However, this situation can also typically be detected by hormonal stimulation tests and laboratory analysis and by genetic testing.

The most common is the so-called. "21-Hydroxylase Defect". Depending on the extent of the disorder, in addition to hirsutism, there may also be loss of scalp hair, acne or cycle irregularities, up to and including an unfulfilled desire to have children. Occasionally, blood prere is slightly lower than in other people, with dizziness or even blackness before the eyes. If the disturbance goes beyond that, also the breast growth can be impaired.

Figure 2A: The production of cortisol is normal.

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Figure 2B: The formation of cortisol is hindered by a sluggish enzyme. The precursors therefore take a different synthetic pathway: androgens.

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Figure 2C: The production of cortisol is normal, the production of androgens is also normal, but the androgen receptor is "hyperactive".

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As there is a possibility of inheritance to one's own children in case of proven genetic defect, genetic counseling is sometimes necessary to successfully implement family and therapy planning.

"PCO syndrome (PCOS)" – Polycystic ovary syndrome

In PCO syndrome, male hormones are produced in the ovaries. How the synthesis disorder comes about is not yet completely clear. One hypothesis is that problems with the menstrual cycle lead to a sustained stimulation of hormone synthesis in the ovaries and thus to increased production of male sex hormones. Cycle disturbances and remodeling processes in the ovaries with cyst formation are therefore in the foreground and suggest this disease. However, there are different variants of PCO syndrome. One of the variants is associated with a tendency to sugar metabolism disorders. In many cases it is therefore tested whether the sugar value in the blood is increased or even a diabetes mellitus is present. In such metabolic diseases, the binding behavior of hormones may be altered.


There is a rare possibility that tumors of the adrenal glands or ovaries lead to increased production of male hormones.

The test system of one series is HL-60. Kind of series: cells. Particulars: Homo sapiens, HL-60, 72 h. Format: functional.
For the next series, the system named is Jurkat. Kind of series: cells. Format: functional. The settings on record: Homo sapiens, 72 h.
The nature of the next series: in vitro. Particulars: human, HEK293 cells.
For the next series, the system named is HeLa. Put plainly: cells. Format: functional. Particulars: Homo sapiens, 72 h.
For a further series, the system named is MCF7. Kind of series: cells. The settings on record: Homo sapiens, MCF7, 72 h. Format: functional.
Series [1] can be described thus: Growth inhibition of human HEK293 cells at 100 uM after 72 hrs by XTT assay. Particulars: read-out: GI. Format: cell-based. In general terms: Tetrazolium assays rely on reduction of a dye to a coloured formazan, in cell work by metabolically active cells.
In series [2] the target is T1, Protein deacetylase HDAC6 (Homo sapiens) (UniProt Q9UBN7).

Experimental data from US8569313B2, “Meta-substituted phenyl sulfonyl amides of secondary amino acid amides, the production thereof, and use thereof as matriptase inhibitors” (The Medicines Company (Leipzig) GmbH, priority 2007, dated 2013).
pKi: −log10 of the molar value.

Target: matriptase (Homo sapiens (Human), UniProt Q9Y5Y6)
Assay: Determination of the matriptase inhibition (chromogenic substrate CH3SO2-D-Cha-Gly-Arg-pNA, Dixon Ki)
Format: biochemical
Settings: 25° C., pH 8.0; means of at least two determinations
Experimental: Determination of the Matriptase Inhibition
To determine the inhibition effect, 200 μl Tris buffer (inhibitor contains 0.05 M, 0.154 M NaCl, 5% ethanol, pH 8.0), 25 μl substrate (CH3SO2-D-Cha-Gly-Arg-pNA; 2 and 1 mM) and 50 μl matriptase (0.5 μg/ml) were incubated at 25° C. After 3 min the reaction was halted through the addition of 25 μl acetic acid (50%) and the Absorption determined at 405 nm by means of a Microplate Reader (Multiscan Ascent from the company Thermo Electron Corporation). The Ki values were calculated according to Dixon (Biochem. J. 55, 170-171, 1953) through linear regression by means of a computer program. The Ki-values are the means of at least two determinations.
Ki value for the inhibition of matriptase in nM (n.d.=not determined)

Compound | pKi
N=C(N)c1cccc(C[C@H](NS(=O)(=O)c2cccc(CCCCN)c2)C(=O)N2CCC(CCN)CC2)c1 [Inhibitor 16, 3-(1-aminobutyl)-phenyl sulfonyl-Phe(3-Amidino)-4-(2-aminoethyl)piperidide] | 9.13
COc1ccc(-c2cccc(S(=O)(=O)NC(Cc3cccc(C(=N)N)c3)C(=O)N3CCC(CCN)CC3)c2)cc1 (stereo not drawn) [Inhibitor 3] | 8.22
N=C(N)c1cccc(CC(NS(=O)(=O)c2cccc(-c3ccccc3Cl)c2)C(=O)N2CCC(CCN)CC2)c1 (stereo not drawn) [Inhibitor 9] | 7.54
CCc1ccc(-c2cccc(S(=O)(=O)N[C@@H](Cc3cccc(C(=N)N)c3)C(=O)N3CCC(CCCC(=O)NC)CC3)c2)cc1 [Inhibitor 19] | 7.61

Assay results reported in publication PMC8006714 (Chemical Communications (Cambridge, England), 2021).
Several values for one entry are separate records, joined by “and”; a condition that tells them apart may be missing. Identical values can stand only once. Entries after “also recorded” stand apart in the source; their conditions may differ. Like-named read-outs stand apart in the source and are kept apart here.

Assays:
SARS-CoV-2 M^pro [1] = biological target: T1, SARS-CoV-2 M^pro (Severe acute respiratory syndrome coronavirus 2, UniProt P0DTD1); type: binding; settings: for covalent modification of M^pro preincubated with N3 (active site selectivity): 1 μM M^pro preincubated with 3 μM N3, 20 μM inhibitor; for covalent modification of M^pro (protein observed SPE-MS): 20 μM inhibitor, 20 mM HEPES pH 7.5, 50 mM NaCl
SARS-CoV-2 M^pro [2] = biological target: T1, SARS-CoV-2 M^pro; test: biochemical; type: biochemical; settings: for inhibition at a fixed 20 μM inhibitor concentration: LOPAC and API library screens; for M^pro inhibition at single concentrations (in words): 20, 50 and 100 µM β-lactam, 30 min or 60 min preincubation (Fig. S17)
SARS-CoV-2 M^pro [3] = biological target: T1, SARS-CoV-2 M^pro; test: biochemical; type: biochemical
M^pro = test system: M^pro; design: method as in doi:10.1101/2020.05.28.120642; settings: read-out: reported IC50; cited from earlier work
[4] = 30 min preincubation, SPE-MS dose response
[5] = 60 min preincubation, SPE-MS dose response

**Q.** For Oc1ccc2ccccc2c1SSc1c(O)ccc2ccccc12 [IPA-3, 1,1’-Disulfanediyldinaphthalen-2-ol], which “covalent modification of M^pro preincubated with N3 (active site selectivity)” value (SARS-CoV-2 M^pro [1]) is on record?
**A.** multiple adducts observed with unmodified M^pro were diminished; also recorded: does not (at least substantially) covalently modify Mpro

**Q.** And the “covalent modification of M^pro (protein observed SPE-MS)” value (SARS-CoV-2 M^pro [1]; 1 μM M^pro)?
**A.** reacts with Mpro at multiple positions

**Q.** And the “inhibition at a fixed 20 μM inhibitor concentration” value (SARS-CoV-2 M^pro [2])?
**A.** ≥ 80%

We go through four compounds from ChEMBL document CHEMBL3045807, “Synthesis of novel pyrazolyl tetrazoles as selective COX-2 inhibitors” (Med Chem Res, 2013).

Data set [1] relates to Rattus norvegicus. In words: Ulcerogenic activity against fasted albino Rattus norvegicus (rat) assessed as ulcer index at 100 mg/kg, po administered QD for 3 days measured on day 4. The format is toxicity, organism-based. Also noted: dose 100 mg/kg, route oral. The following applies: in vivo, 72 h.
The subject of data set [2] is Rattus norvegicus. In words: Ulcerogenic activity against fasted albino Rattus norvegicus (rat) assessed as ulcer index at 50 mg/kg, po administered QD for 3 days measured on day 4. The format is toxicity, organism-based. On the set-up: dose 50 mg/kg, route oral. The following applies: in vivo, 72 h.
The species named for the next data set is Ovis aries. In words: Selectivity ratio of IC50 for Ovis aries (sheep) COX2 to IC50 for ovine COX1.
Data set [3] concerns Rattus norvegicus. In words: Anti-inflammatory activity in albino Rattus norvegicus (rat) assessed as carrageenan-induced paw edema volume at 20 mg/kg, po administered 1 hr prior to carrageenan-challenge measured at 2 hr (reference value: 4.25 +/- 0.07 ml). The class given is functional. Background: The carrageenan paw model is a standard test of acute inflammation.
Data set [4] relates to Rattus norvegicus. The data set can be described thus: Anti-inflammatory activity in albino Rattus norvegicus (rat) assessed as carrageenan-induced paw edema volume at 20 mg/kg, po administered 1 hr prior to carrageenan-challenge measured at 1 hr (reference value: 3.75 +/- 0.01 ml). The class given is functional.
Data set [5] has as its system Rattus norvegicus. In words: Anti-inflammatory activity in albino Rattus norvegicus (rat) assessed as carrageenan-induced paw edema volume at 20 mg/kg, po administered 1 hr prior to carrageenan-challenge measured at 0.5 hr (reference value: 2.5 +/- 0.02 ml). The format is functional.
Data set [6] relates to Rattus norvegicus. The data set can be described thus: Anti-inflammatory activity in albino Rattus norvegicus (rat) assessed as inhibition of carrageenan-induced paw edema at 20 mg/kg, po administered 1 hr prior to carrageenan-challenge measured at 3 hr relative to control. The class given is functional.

Therapy depends on the cause of the disorder. In non-classical AGS (late-onset) the production of androgens in the adrenal gland can be slowed down by replacing the missing hormone cortisol. Alternatively, drugs that affect the action or transport of male hormones can be used. In the case of rare adrenal tumors or tumors on the ovaries, the source of the androgens is removed by surgical therapy. If the ovaries are the source of the androgens, in the presence of polycystic ovary syndrome (PCOS), the addition of estrogens (z.B. In the form of a "pill") the hormone production in the ovaries can be slowed down, in combination with a progestin, which blocks the testosterone effect at the receptor. In post-menopausal women, ovarian overactivity can also be slowed by other hormones. Individual therapies are often sought depending on lifestyle, symptoms, or the presence of concomitant diseases. Because of possible side effects, glucocorticoids ("cortisone preparations") are often used in low-dose therapy and sometimes only for a temporary period of time, e.g.B. to fulfill a desire to have children. Often, however, it is also possible – in the case of mild adrenal disorders – to carry out hormone therapy with the pill, because the male hormones are increasingly bound by the pill and their effect is weakened. If there is a problem in sugar metabolism, diabetes therapy is often used (z.B. with metformin). Furthermore, these therapies are often combined, and there is also the possibility of blocking the androgen receptor. Overall, the therapeutic options are very diverse, especially if a desire for children is not yet being pursued. Unfortunately, due to the complexity of the metabolism of androgens, not every case can be solved, and it is not always possible to meet the patient's wishes. It is also the case that various forms of therapy for some disorders have only been tested on a small scale, which means that the approved use of the drugs is often limited and must be discussed with patients as an exception. Therefore, the treatment belongs in the hands of a competent doctor or a nurse. a competent doctor, who will plan an individual examination and therapy.

Authors: Prof. Dr. Felix Beuschlein, Munich Prof. Dr. Stefanie Hahner, Wurzburg Dr. nat. Mirko Peitzsch, Dresden Prof. Dr. Nada Rayes, Berlin Prof. Dr. Holger Willenberg, Rostock PD Dr. Nicole Reisch, Munich Prof. Dr. Marcus Quinkler, Berlin for the Advisory Board of the Section Adrenal Glands, Steroids and Hypertension

The German Society of Endocrinology is the scientific society and lobby group for all those who research, teach or practice medicine in the field of endocrinology. More about the DGE.